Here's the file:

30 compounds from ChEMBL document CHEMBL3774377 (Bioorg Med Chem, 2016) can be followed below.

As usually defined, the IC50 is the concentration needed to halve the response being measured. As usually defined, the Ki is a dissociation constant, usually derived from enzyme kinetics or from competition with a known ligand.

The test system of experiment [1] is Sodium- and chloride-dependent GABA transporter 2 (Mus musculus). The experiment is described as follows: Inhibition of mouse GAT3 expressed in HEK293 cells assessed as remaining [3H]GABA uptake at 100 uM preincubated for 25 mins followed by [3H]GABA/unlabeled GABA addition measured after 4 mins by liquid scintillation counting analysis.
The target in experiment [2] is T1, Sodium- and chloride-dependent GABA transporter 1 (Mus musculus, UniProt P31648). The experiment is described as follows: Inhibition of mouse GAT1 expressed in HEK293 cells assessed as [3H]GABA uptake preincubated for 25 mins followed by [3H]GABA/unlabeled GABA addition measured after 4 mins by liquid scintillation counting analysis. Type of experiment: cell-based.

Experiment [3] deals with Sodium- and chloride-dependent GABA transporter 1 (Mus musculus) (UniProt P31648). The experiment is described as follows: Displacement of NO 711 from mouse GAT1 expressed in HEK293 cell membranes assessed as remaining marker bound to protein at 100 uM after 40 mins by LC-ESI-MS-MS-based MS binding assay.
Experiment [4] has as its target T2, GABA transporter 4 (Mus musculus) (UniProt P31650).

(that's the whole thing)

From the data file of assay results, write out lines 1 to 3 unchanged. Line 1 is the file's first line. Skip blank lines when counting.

30 compounds from ChEMBL document CHEMBL3774377 (Bioorg Med Chem, 2016) can be followed below.

As usually defined, the IC50 is the concentration needed to halve the response being measured. As usually defined, the Ki is a dissociation constant, usually derived from enzyme kinetics or from competition with a known ligand.

The test system of experiment [1] is Sodium- and chloride-dependent GABA transporter 2 (Mus musculus). The experiment is described as follows: Inhibition of mouse GAT3 expressed in HEK293 cells assessed as remaining [3H]GABA uptake at 100 uM preincubated for 25 mins followed by [3H]GABA/unlabeled GABA addition measured after 4 mins by liquid scintillation counting analysis.